Here's how to avoid getting audited
OK, real talk: Is there anything more confusing than doing your taxes? It’s something we’ve all gotta deal with, but the forms, the numbers, the terms — it can feel pretty overwhelming. Tax Day is on April 18th, and it’s coming faster than we’d like. . . which is exactly why HelloGiggles compiled our thorniest tax questions and reached out to experts to find out what’s what. With our eight-part tax series, you’ll be *totally* prepared for Tax Day! First, we tackled the basics of doing your taxes; then, we went over what we needed to know about deductions, dependents, refunds, receipts, how to file, and everything else. Now, for the final installment of Talkin’ Taxes, we’re talking about the scary stuff. . . being audited. *gulp*
What are the odds that I will get audited?
Even the word “audited” sounds pretty terrifying, so it’s probably good to know what makes someone likely to get investigated by the IRS. Rest assured, though, that it is extremely unlikely that you will ever be audited.
According to Dr. Monica Hubler, DBA, of Kaplan University’s College of Business and Information Technology, the chances of being audited have shrank considerably for everyone over the years. “The chances of being audited by the IRS have greatly reduced over the past years due to not having enough individuals at the IRS,” Hubler said. “However, [there’s] still a chance.”
If you have a higher salary, you’re more likely to be audited, said Andrew Oswalt, CPA and TaxAct tax analyst. “The risk of audit is quite low,” he explained. “In fact, based on 2014 statistics, less than 1 percent of all individual returns filed were examined by the IRS, whether in person or by mail. The chance of an audit increases when your adjusted gross income is over $100,000.”
That said, he added, anyone can be audited. (Once again, we’re reminded how scary the word “audited” really is.) So what can we do to prevent it? “It is considered best practice to keep good, detailed financial records,” Oswalt told us. “In fact, a good rule of thumb is to keep all tax-related documents for three years from the date a returned is filed.”
Stephanie Gruenhagen, Tax Attorney at Davidoff Hutcher & Citron LLP, added that you should be as truthful as humanly possible on your tax return, including reporting all income. “Other people may have to file forms for deductions for paying [your] income, and if you don’t report that income, you will get a notice from the IRS,” she explained.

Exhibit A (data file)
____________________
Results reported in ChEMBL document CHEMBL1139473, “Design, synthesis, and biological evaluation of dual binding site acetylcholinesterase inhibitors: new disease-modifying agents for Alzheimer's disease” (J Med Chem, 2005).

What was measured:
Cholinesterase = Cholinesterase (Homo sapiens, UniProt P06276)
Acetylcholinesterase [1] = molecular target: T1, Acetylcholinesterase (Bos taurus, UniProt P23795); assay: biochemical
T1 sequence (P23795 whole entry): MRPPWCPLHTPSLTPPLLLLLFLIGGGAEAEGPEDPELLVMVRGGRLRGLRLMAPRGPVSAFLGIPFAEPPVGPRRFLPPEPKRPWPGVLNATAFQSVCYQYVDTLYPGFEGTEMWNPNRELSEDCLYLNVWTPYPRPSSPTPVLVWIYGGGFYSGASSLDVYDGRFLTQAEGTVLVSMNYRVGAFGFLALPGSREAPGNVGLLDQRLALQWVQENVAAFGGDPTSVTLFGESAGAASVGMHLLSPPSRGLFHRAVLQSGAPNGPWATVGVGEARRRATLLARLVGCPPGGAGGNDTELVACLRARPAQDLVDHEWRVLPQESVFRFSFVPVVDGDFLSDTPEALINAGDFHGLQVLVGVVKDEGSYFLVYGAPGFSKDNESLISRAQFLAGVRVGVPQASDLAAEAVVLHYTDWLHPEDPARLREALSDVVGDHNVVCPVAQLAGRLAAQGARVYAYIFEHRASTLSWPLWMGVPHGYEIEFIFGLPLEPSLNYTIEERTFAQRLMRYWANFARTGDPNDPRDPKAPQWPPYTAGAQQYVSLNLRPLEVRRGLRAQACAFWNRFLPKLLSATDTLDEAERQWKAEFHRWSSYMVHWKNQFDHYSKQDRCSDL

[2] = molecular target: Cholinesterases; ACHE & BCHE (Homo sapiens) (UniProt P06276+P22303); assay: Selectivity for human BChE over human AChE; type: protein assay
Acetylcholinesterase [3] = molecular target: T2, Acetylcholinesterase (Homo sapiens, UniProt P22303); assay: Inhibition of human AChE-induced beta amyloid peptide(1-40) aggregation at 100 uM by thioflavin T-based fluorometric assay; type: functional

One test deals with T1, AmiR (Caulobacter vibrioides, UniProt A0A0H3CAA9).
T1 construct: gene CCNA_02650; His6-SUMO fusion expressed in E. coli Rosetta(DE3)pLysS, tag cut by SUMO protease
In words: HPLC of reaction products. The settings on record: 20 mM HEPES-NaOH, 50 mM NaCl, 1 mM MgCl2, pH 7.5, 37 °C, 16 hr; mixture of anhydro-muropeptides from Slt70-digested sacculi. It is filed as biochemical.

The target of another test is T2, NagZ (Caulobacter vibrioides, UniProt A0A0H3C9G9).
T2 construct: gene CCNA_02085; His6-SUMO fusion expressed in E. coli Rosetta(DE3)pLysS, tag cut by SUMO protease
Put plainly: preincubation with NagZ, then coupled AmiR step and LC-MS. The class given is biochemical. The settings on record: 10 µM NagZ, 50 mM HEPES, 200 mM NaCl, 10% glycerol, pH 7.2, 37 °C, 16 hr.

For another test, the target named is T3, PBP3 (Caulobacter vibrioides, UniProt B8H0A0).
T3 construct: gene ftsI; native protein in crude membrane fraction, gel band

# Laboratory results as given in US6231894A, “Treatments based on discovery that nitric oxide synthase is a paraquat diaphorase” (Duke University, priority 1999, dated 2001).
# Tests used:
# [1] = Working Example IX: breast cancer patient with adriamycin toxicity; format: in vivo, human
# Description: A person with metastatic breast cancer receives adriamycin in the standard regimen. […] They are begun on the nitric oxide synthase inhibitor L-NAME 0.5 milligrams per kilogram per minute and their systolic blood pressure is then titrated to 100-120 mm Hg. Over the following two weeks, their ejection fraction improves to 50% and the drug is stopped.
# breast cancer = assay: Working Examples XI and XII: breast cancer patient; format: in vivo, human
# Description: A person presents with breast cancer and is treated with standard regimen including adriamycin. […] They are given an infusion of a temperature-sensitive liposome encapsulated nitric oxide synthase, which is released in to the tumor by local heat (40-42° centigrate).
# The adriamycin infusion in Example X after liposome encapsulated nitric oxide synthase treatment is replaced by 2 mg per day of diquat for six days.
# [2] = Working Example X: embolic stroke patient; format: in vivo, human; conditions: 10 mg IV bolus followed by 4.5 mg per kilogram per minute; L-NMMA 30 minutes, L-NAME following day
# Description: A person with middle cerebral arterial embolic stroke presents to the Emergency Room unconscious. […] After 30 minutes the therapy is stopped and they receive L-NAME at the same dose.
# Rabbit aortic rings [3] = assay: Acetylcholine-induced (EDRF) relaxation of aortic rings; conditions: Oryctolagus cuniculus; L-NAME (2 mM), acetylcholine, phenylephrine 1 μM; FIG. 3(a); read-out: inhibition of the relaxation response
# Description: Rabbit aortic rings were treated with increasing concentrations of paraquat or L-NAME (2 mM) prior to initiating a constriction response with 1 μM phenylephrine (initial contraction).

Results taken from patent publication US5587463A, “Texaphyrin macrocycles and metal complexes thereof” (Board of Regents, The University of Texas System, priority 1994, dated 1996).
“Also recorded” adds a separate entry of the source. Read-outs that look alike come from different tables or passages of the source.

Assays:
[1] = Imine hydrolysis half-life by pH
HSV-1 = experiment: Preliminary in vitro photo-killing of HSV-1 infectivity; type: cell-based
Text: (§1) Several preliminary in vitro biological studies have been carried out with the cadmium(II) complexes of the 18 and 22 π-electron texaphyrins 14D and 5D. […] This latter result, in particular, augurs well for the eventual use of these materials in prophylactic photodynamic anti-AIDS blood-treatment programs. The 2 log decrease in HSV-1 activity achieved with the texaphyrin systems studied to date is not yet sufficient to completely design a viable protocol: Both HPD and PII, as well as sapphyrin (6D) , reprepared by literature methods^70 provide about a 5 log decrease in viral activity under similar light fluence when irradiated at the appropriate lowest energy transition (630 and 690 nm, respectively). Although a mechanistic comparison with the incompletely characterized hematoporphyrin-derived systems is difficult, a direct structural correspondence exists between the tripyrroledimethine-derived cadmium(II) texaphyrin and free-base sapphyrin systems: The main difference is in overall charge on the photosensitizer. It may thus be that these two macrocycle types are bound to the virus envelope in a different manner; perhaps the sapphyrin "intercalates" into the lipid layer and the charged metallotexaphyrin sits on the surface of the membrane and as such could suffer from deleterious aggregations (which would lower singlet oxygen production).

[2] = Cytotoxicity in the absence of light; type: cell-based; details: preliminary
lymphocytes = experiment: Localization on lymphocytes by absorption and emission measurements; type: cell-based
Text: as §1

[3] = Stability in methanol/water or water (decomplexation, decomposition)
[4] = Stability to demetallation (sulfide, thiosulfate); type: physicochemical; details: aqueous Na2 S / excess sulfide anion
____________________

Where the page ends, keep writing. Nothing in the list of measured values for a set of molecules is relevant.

She also added that, while deductions can be tempting, you shouldn’t try to deduct excessively if you want to avoid getting audited. “If you make $50,000 [a] year, and [you] take $35,000 in deductions, you can bet a red flag will go up,” she told HelloGiggles.
Other red flags include having a foreign bank account, as well as dramatically increased income in a short amount of time. “[If] you made $75,000 last year and $1.1 million this year, expect a letter from the IRS and letters each quarter afterwards asking for your quarterly tax payment,” Gruenhagen said.
But what happens if I do get audited?
OK, so let’s envision the worst case scenario: You get that frightening letter from the IRS informing you that you’re getting audited. After you’re done freaking out, what do you do?
Richard Gartland, senior tax professional at H&R Block, advised that you probably shouldn’t freak out for too long, because audits require *immediate* action. “Taxpayers who get an audit notice in the mail should respond immediately, because delays could result in additional penalties and fees,” Gartland said. “The IRS conducts most audits by mail and resolving the issue may be as simple as sending back supporting documents.” (Hence, this is why you should be saving all financial documents for at least three years.)
However, if your audit isn’t resolved as simply as that, you may want to consider hiring some help. “If a face-to-face meeting with the IRS becomes necessary, some taxpayers may choose to have their tax professional represent them,” Gartland added. “Taxpayers who disagree with the auditor’s findings can appeal the results.”
All of this may sound frightening, but Gruenhagen insisted that as long as you’ve been truthful and have all the receipts you need, being audited by the IRS is not the end of the world. “If you keep very good records and have documentation to back up your tax return, then don’t worry about it,” she told HelloGiggles. “It might be annoying and you may have to pay someone to help you but in the end, if all of your deductions are legitimate and all of your income is properly recorded, you should come out fine.”